The American Navy followed the Royal Navy in spirit, structure and ceremony, and, like the British, was governed by a leadership style best described as autocratic. In the words of onetime Sailor and Moby Dick author Herman Melville, this new Navy of wooden ships and iron men was "the asylum for the perverse, the home for the unfortunate."12 Martins description of the Navy - "damp, noisy, dangerous, crowded, smelly, too hot or too cold, and in constant motion" - is correct in essence, but not in extent. The "asylum" could be far worse than that, and Sailors heavy binge drinking did little to reduce their sufferings.

Today's Crew of the USS Constitution at gun drill. Courtesy: U.S. Navy

In fact, their drinking patterns merely created their own hardships. A ship itself could be a horrendous environment and everything on board, the food, the sailors, the vermin, the diseases and military justice, each could be just as bad. As to shipboard conditions in the Royal Navy, "ships were built almost exclusively from wood. The wood quickly became waterlogged, creating a permanent damp and cold environment. Men lived in the damp, worked below decks in the damp, slept in the damp, and ate food that was continuously stored in the damp. When it rained and during rough seas, they had no means of drying themselves off after their watch. ...The damp, dark, and unventilated environment was ideal for vermin, which infested nearly all the food eaten shipboard." These vermin included rats,

10 Centers for Disease Control and Prevention, "Alcohol & Public Health," http://www.cdc.gov/alcohol/ (accessed November 14, 2008). 11 Harold D. Langley, Social Reform in the United States Navy, 1798-1862 (Urbana, Illinois: University of Illinois Press, 1967), 210 (Hereafter, Langley, Social Reform). 12 Fowler, Jack Tars, 126. Journal of the War of 1812, Volume 12, No. 2, Page 20.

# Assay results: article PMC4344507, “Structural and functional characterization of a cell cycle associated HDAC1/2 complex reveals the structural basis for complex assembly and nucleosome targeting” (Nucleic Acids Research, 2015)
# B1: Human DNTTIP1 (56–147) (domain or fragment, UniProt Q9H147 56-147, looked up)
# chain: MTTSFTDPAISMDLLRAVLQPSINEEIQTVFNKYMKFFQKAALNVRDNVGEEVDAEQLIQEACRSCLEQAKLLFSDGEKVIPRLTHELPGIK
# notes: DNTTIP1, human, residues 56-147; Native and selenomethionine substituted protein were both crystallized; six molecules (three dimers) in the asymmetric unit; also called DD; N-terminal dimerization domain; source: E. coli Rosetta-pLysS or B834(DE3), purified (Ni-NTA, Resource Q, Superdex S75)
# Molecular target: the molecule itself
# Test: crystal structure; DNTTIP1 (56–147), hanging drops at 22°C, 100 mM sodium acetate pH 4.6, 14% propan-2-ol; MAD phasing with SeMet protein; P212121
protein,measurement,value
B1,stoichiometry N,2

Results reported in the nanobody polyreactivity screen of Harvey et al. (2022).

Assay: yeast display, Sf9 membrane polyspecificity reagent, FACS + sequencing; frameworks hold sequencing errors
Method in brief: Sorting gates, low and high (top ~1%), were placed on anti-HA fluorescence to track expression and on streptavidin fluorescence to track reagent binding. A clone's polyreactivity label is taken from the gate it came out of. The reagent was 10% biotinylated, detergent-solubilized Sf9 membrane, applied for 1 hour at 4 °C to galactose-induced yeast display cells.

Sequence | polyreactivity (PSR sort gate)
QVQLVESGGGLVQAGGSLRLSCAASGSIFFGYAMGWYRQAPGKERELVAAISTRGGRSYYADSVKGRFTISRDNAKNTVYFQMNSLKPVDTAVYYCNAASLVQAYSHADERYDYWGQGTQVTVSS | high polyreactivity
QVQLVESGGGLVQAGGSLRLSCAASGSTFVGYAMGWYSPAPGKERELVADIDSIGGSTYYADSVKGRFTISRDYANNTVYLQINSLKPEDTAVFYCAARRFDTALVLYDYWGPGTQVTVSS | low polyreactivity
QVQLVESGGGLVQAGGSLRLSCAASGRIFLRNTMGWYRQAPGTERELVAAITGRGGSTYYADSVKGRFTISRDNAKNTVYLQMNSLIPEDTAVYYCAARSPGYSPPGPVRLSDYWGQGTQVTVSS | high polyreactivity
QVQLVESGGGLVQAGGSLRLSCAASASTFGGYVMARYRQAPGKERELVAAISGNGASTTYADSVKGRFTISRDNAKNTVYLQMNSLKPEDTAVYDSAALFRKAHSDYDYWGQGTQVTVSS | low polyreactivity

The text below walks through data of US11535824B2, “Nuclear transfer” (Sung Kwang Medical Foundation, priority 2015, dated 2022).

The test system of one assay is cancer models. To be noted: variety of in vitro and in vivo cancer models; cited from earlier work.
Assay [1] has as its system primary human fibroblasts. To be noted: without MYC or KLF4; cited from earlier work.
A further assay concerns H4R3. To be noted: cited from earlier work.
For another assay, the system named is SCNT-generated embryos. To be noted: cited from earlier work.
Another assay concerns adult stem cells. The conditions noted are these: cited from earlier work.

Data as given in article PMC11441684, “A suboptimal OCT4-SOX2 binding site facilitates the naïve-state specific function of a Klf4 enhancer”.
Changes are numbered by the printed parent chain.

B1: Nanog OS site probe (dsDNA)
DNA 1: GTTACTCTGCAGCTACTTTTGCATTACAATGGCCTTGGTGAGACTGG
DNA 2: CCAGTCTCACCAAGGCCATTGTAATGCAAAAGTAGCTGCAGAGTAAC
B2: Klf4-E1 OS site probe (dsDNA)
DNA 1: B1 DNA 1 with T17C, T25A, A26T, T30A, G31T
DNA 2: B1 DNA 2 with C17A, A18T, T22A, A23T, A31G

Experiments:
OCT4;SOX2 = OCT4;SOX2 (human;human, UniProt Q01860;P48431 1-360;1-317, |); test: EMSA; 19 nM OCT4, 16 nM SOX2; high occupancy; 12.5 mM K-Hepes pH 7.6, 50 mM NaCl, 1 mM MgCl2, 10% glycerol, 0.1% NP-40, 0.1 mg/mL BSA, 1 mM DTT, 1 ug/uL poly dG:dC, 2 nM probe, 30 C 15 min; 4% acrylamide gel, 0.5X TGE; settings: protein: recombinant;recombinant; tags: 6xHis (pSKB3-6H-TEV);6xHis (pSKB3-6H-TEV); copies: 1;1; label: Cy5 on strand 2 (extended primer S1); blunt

weevils, maggots, worms, cockroaches, flies, mosquitoes and ants.13 In addition to vermin, sailors battled diseases, both infectious (such as venereal diseases, malaria, smallpox, tuberculosis, yellow fever and dysentery) and those caused by vitamin deficiencies (scurvy, rickets, beriberi, and pellagra). "Mariners in the eighteenth century suffered from a bewildering array of ailments, diseases, and dietary deficiencies, such that it was next to impossible for surgeons or physicians to accurately separate the symptoms of one from those of another."14 Further one finds that "[l]ife shipboard was not conducive to curing or avoiding any of these varied ailments, and indeed was an ideal environment for spreading them. The sailors wooden world was infested with refuse, trash, rotting flesh, urine and vomit.... The holds were crammed with vermin, festering and spoiled Hardtack Biscuit (enjoy!) provisions, and in some cases rotting corpses [This did not occur in the U.S. Navy; recently deceased were buried at sea as expeditiously as possible]... The ships always leaked, and pumps could never keep the water out entirely, so the ballast of gravel or sand became incredibly putrid. Ventilation was poor and the bilge gasses so noxious that it was extremely hazardous for carpenters to go below to work in the hold. The stench was unbearable and occasionally men suffocated from inhaling the fumes."15 While there is no doubt that sailors in both the American and British navies ate great quantities of food, the quality of that food was often "monotonous, crude and nearly unpalatable." This was sometimes because the victuals brought onto ships may have been stored in barrels for years before actually being opened for consumption. It was also noted that "sailors were known to be particularly suspicious of hardtack that contained no weevils or maggots, believing it to be too bad even for those ever-prevalent pests." Occasionally, rats provided the only fresh meat an enlisted sailor might eat during a lengthy voyage.16 Dwelling within Melvilles "home of the unfortunate" were the Sailors themselves, who were sometimes the best of men, and sometimes, not. "The crew of our vessels of war comprise men of all nations and of almost every variety of character," wrote an anonymous U.S. naval officer in an essay "A Plea in Favor of Maintaining Flogging in the Navy," probably drafted in the 1840s. "Among them are many who are respectable in their demeanor, capable, tractable and industrious; there are many others who are insolent, ignorant, quarrelsome, lazy and mischievous. And there is always, in every ship, a knot of abandoned and incorrigible vagabonds, sweepings of the jails and streets, the outcasts of the shore, who herd with the vicious 13 14 15 16 Bown, Scurvy, 26. Ibid., 14. Ibid., 14-15. Ibid., 18, 20, 22; also see Macdonald, Feeding, 97. Journal of the War of 1812, Volume 12, No. 2, Page 21.